This meeting, who would have thought, is held daily at a fixed time in the morning. It is also timeboxed to run a maximum of 15 minutes. How you structure it is up to your personal style of managing and is impacted by the tools you use, its outcome however should always be the same: Transparency. Talk about what needs doing, who does what, when which developer is “in the zone” (translation for you as a PM: When are you not allowed to disturb them), who needs help etc. Also, don’t forget yourself. Let your team know what you are doing. If anything, it helps them understand what you’re actually doing and sometimes they might even have useful insight that can help you finish off tasks quicker.

But also seemingly mundane things like “I’m off early today” need to be addressed. You’re not sitting next to each other and you won’t be chatting about idle things on a cigarette break like you would in an actual office. This small stuff is important, not only for transparency and synchronization, but also for getting a feeling for what your colleagues are doing and to create a “Team” baseline.

3. Asume, your colleagues are your colleagues for a reason

This is going to be a short one. I’ve seen it time and time again: executives or project leads that do no trust in the skills of the people they work with.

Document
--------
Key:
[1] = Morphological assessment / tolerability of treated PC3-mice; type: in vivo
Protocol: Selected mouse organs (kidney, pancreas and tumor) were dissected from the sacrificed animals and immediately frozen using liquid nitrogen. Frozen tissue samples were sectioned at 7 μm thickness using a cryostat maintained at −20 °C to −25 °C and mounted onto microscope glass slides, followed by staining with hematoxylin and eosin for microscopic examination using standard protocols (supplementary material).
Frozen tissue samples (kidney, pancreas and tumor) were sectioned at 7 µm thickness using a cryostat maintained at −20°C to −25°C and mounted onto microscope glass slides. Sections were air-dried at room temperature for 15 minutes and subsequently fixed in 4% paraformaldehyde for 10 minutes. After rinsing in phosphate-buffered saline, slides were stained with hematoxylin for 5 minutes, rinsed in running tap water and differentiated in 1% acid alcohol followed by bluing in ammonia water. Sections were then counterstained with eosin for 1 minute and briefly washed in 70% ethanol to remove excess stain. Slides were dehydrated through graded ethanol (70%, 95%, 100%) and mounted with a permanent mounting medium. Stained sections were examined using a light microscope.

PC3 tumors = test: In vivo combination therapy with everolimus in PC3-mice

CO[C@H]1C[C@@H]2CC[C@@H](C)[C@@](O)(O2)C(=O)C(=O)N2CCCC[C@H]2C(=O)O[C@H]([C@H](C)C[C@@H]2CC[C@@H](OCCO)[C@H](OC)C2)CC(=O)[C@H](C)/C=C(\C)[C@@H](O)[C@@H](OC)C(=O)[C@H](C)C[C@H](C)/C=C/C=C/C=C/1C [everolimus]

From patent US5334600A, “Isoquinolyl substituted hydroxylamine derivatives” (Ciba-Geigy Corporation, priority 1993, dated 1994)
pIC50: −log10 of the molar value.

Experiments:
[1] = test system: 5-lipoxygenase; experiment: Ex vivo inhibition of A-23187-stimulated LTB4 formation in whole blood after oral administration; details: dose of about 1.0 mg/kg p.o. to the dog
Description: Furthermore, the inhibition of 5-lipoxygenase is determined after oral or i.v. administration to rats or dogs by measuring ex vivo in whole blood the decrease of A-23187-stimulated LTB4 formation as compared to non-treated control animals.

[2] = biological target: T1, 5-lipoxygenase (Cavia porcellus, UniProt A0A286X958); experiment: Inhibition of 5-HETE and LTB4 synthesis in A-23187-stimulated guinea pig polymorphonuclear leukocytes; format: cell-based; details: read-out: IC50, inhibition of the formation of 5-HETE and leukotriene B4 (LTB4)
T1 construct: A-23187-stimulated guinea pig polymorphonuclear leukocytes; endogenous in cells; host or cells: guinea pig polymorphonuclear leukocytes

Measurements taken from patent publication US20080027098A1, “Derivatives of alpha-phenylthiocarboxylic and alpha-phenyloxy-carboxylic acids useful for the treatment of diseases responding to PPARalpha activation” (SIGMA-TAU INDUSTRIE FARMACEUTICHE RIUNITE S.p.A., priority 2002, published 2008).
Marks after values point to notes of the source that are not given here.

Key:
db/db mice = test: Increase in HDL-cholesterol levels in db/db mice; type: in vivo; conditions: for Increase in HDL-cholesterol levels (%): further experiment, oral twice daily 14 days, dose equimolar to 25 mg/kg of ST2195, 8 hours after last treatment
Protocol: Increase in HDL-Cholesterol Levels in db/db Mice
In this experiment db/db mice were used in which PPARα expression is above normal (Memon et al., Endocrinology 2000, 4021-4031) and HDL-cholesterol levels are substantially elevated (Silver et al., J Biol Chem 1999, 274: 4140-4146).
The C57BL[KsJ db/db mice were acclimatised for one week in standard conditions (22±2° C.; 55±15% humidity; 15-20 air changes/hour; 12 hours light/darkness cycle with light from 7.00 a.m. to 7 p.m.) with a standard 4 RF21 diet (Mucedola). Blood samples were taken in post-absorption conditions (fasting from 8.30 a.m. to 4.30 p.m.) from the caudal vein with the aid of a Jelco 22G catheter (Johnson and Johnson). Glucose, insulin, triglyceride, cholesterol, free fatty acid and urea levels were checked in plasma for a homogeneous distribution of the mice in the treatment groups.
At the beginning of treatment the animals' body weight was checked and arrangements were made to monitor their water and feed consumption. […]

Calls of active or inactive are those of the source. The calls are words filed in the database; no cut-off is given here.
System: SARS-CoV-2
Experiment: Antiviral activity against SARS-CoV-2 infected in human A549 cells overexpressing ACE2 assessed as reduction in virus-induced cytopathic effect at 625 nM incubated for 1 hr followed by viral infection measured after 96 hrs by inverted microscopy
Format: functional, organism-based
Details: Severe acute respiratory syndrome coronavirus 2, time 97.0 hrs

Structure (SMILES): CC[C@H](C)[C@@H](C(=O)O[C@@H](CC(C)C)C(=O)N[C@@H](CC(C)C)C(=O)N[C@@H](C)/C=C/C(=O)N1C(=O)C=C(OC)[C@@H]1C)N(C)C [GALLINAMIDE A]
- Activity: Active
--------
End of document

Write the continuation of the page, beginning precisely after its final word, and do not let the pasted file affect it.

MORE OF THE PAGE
Ask yourself one thing: Do you think you are competent and the right person for the job you’re doing? Yes? Well guess what, so is everyone else!
Just like you, everyone you are working with was hired for a reason. Stop doubting their skill, stop messing with their work and don’t micromanage them. Let them do their job. Easy as that.

4. Kill your own ego

Due to the nature of project management you will end up talking to (executive) management and/or clients more often. If not on a regular basis, than your developers will. Often times this leads to an impression that the PM is higher in the hierarchy than you developers. Well guess what pumpkin, you’re not. You are not their boss, nor their superior. You are a tool. Your Job is to lead them in the direction that is the most productive. You are a glorified human post-it note.

And the fun thing is, the sooner you accept that, the easier it will be for you to find common ground with your developers. Talk shop with them. Let them in on what you like and don’t like about your daily tasks (provided you have clearly marked the “smalltalk” channels of communication accordingly, see point 1 of this list).

While you will have less “professional” communication working from home than in an actual office, you need to make an effort to get to know your people, and for them to get to know you. The “watercooler talk” doesn’t happen by chance when working remote. You have to engage it actively. Make sure you are more than just a notification on their screen to your developers.

5. AAA: Analyze, Adapt and Adjust

This is basic project management, but gets easily overlooked, especially when things get busy. Make sure you sit down in regular intervals to talk about your day to day business. Be open, be objective. Clearly address things that worked and that didn’t work. Make sure to figure out together why things didn’t work and how they could be improved upon and then ACT on it. Project managing a team of developers is an ongoing effort!


* Many thanks to You X Ventures for the photo we are using in this blogpost header.